On 1st January 2021, a section of the General Data Protection Regulation (GDPR) will apply. This may well affect some UK businesses – those that have customers based within the EU and no staff, or company representatives there. This section of the GDPR is known as European or EU Representation, and it is related to Brexit, the process of the UK leaving the EU. It is crucial to get a better understanding of this and what it could mean for you.
Although at the time that the new GDPR rules were put in place for the UK on 25th May 2018, these EU extensions weren’t considered ‘important’ (we were, after all, still part of the EU at that point). As Brexit has indeed occurred and negotiations are currently underway as to exactly how the UK will leave, we need to look at them more closely, and if your business needs an EU Representative, you are going to need to engage one sooner rather than later.
Even if there is an agreement and a ‘no deal’ Brexit is what we go through at the end of the year, you will still need an EU Representative, and therefore engaging earlier in the process will make things smoother and more comfortable for you later on.
What Does an EU Representative Do?
An EU Representative has to be established in the EU and will work for non-EU based businesses who want to conduct business there. For the UK, the main task of an EU Representative will be to act as a liaison between the company itself, the Regulatory Authority within the particular EU country, and the data subjects.
In order to do this correctly, an EU representative’s duties will include:
- Ensuring data processing records are accessible to the Regulatory Authority
- Keeping accurate records of data processing activities for any business they are engaged by
- Answering Regulatory Authority and data subject requests, regarding any concerns about data processing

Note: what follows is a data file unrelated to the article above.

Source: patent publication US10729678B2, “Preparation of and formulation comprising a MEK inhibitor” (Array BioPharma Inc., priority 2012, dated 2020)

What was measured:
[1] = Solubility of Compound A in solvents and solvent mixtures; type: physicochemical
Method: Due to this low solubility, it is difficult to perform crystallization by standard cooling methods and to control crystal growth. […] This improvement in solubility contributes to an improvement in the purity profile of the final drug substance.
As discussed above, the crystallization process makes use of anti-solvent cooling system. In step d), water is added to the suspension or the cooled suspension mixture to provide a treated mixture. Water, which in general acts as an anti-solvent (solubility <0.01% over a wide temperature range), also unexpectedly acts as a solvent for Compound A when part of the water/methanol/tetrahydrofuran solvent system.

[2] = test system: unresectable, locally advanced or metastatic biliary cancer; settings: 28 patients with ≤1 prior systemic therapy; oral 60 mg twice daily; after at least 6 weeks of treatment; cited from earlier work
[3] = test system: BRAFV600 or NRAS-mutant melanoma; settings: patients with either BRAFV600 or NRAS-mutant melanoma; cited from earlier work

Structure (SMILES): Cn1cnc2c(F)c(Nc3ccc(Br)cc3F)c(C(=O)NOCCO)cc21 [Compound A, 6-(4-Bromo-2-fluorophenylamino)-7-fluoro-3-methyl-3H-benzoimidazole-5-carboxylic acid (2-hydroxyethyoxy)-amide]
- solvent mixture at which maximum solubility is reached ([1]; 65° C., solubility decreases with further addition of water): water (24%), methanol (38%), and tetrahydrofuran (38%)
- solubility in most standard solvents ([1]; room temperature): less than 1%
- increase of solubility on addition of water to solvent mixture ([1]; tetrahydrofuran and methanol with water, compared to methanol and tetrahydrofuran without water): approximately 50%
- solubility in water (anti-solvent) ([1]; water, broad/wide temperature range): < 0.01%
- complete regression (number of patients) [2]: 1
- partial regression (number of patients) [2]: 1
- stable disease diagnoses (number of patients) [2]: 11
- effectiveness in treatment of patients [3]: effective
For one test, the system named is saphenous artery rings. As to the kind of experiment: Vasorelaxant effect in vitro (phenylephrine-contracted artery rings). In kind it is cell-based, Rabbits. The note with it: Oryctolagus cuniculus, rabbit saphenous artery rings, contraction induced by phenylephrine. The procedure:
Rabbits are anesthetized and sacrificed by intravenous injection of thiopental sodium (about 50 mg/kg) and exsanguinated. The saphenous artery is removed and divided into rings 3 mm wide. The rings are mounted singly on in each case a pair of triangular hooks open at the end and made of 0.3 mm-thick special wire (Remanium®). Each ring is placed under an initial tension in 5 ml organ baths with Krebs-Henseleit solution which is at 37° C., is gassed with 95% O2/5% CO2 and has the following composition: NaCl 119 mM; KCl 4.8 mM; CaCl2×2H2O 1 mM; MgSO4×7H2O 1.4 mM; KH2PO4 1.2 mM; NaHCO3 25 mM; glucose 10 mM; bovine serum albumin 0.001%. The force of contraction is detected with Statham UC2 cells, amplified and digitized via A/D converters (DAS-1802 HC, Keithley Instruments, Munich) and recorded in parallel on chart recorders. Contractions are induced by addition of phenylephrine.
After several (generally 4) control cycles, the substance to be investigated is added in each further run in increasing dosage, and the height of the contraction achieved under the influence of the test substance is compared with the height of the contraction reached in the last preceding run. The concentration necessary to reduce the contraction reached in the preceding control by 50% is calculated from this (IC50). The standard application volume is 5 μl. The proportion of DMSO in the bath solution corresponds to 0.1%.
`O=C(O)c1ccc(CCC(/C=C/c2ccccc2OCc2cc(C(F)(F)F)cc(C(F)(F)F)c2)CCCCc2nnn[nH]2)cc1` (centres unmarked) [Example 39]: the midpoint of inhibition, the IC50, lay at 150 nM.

Do You Need EU Representation for Your Business?
If you run a business in the UK, you might be wondering whether or not you need EU representation, and whether to engage an EU Representative. This is going to be necessary if you provide goods or services to countries within the EU. If you do so, contacting us to find out more should be a priority, so as not to fall foul of the legal requirements.
There is an exemption to this rule: if your business has an office – and employees – that are already based in the EU, even if your head office is in the UK, you won’t need an EU representative.
If you do require an EU Representative and you fail to comply with this legislation, your business could be fined up to four percent of its annual worldwide turnover, or €20 million (whichever is higher). Potential criminal convictions can also be imposed, as well as the need to pay for any damages in resulting court cases.
Choosing Your EU Representative
In essence, your EU Representative can be anyone who is based within the EU member state from which, through your business, you collect data. If you collect data from all over the EU, you only have to have one representative working on your behalf, as long as they are based in one of the countries you collect data from. Ideally, you should choose someone in the country you do the most work in, but this is not mandatory, and the choice is a free one.
How JVR Consultancy Can Help
Remember, there are many things that a business owner needs to put in place before the UK entirely leaves the EU at the end of 2020. This is especially true if there is a ‘no deal’ Brexit. Since it is looking more and more likely that this is what will happen, and the UK will leave the EU without any formal agreements in place, ensuring you are able to protect your business as far as possible is vital.
At JVR Consultancy, we are able to offer plenty of advice and information regarding EU representation and the laws and guidance that change after Brexit, and if you require an EU representative, we are able to take on this role for you. Simply contact us to find out more.